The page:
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http://dx.doi.org/10.1097/MBC.0000000000000054DOI Listing
June 2014

New directions in the diagnosis and treatment of pulmonary embolism in pregnancy.

Am J Obstet Gynecol 2013 Feb 20;208(2):102-8. Epub 2012 Jun 20.

Thrombosis and Haemophilia Centre, Guy's and St Thomas' Trust, London, UK.

The diagnosis and management of pulmonary embolism in pregnancy is difficult, because diagnostic procedures and the use of anticoagulants potentially can expose mother and fetus to adverse effects. This article reviews evidence for current best practice and emerging novel techniques for the diagnosis of pulmonary embolism in pregnancy and includes clinical prediction models, biomarkers, and diagnostic imaging that may offer improvement in the diagnosis and investigation of pulmonary embolism in pregnancy in the future. The usefulness of new anticoagulant agents (fondaparinux, rivaroxaban, and dabigatran) in managing pulmonary embolism in future pregnancies is also explored.
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http://dx.doi.org/10.1016/j.ajog.2012.06.035DOI Listing
February 2013

Palifermin-induced acral erythrodysaesthesia variant in the treatment of acute myeloid leukaemia.

Australas J Dermatol 2011 Feb 24;52(1):59-61. Epub 2010 Aug 24.

Department of Dermatology, The Alfred Hospital, Prahran, Victoria, Australia.

The recombinant human keratinocyte growth factor, palifermin, offers a potential means of reducing or preventing mucositis in patient undergoing intensive cancer treatments. This case report details the development of acral erythrodysaesthesia in one patient who underwent palifermin treatment prior to high-intensity re-induction chemotherapy for acute myeloid leukaemia.
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http://dx.doi.org/10.1111/j.1440-0960.2010.00682.xDOI Listing
February 2011

Nf1 deficiency cooperates with oncogenic K-RAS to induce acute myeloid leukemia in mice.

Blood 2009 Oct 26;114(17):3629-32. Epub 2009 Aug 26.

Wallenberg Laboratory, Institute of Medicine, Sahlgrenska University Hospital, Gothenburg, Sweden.

Hyperactive RAS signaling is caused by mutations in RAS genes or a deficiency of the neurofibromatosis gene (NF1) and is common in myeloid malignancies. In mice, expression of oncogenic K-RAS or inactivation of Nf1 in hematopoietic cells results in myeloproliferative disorders (MPDs) that do not progress to acute myeloid leukemia (AML). Because NF1 is a RAS-GTPase-activating protein it has been proposed that NF1 deficiency is functionally equivalent to an oncogenic RAS. It is not clear, however, whether Nf1 deficiency would be redundant in K-RAS-induced MPD development or whether the 2 mutations would cooperate in leukemogenesis. Here, we show that the simultaneous inactivation of Nf1 and expression of K-RAS(G12D) in mouse hematopoietic cells results in AML that was fatal in primary mice within 4 weeks and transplantable to sublethally irradiated secondary recipients. The data point to a strong cooperation between Nf1 deficiency and oncogenic K-RAS.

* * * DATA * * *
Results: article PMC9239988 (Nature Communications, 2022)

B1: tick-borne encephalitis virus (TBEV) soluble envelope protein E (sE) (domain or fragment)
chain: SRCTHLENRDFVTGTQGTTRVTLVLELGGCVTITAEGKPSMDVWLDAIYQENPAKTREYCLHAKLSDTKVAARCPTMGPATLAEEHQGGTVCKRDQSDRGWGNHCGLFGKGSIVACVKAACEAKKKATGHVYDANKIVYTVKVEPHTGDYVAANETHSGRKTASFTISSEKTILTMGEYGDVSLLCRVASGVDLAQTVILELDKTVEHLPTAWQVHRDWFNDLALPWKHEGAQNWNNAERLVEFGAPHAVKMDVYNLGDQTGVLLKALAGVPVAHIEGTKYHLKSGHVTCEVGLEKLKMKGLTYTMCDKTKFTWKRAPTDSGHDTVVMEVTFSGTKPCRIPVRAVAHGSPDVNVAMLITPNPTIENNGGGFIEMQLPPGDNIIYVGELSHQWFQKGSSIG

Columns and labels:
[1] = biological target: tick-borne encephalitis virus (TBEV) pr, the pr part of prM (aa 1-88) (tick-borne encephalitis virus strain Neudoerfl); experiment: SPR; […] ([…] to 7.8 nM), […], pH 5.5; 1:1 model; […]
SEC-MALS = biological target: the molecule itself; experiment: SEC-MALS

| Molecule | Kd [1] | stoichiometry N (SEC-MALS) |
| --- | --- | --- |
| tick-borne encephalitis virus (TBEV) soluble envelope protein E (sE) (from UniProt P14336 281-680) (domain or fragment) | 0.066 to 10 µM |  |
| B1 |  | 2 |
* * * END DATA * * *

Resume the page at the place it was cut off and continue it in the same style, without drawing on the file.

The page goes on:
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http://dx.doi.org/10.1182/blood-2009-02-205146DOI Listing
October 2009

Inactivating Icmt ameliorates K-RAS-induced myeloproliferative disease.

Blood 2008 Aug 23;112(4):1357-65. Epub 2008 May 23.

Wallenberg Laboratory, Institute of Medicine, Sahlgrenska University Hospital, Gothenburg, Sweden.

Hyperactive signaling through the RAS proteins is involved in the pathogenesis of many forms of cancer. The RAS proteins and many other intracellular signaling proteins are either farnesylated or geranylgeranylated at a carboxyl-terminal cysteine. That isoprenylcysteine is then carboxyl methylated by isoprenylcysteine carboxyl methyltransferase (ICMT). We previously showed that inactivation of Icmt mislocalizes the RAS proteins away from the plasma membrane and blocks RAS transformation of mouse fibroblasts, suggesting that ICMT could be a therapeutic target. However, nothing is known about the impact of inhibiting ICMT on the development of malignancies in vivo. In the current study, we tested the hypothesis that inactivation of Icmt would inhibit the development or progression of a K-RAS-induced myeloproliferative disease in mice. We found that inactivating Icmt reduced splenomegaly, the number of immature myeloid cells in peripheral blood, and tissue infiltration by myeloid cells. Moreover, in the absence of Icmt, the ability of K-RAS-expressing hematopoietic cells to form colonies in methylcellulose without exogenous growth factors was reduced dramatically. Finally, inactivating Icmt reduced lung tumor development and myeloproliferation phenotypes in a mouse model of K-RAS-induced cancer. We conclude that inactivation of Icmt ameliorates phenotypes of K-RAS-induced malignancies in vivo.